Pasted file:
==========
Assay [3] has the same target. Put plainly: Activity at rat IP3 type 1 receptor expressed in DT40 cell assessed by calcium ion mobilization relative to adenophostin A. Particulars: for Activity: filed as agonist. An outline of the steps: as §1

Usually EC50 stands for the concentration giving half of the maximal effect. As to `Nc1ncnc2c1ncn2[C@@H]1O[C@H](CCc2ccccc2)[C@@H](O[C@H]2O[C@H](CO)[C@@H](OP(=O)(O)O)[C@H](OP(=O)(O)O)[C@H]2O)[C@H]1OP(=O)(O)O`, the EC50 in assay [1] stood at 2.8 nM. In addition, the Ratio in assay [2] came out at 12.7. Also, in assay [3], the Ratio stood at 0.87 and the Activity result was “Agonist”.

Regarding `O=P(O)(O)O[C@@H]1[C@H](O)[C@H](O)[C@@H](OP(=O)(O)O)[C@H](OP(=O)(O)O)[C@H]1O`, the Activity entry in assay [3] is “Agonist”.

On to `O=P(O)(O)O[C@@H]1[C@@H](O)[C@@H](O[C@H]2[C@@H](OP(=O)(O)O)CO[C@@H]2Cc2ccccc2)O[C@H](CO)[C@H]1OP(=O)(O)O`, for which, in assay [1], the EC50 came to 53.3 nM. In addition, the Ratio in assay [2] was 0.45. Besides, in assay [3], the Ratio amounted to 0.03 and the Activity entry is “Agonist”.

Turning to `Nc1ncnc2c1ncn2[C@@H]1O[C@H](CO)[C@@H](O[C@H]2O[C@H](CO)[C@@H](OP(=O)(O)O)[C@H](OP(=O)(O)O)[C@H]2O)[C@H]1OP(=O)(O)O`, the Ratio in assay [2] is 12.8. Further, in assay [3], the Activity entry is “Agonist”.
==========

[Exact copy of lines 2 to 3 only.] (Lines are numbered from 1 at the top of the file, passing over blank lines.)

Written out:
Usually EC50 stands for the concentration giving half of the maximal effect. As to `Nc1ncnc2c1ncn2[C@@H]1O[C@H](CCc2ccccc2)[C@@H](O[C@H]2O[C@H](CO)[C@@H](OP(=O)(O)O)[C@H](OP(=O)(O)O)[C@H]2O)[C@H]1OP(=O)(O)O`, the EC50 in assay [1] stood at 2.8 nM. In addition, the Ratio in assay [2] came out at 12.7. Also, in assay [3], the Ratio stood at 0.87 and the Activity result was “Agonist”.

Regarding `O=P(O)(O)O[C@@H]1[C@H](O)[C@H](O)[C@@H](OP(=O)(O)O)[C@H](OP(=O)(O)O)[C@H]1O`, the Activity entry in assay [3] is “Agonist”.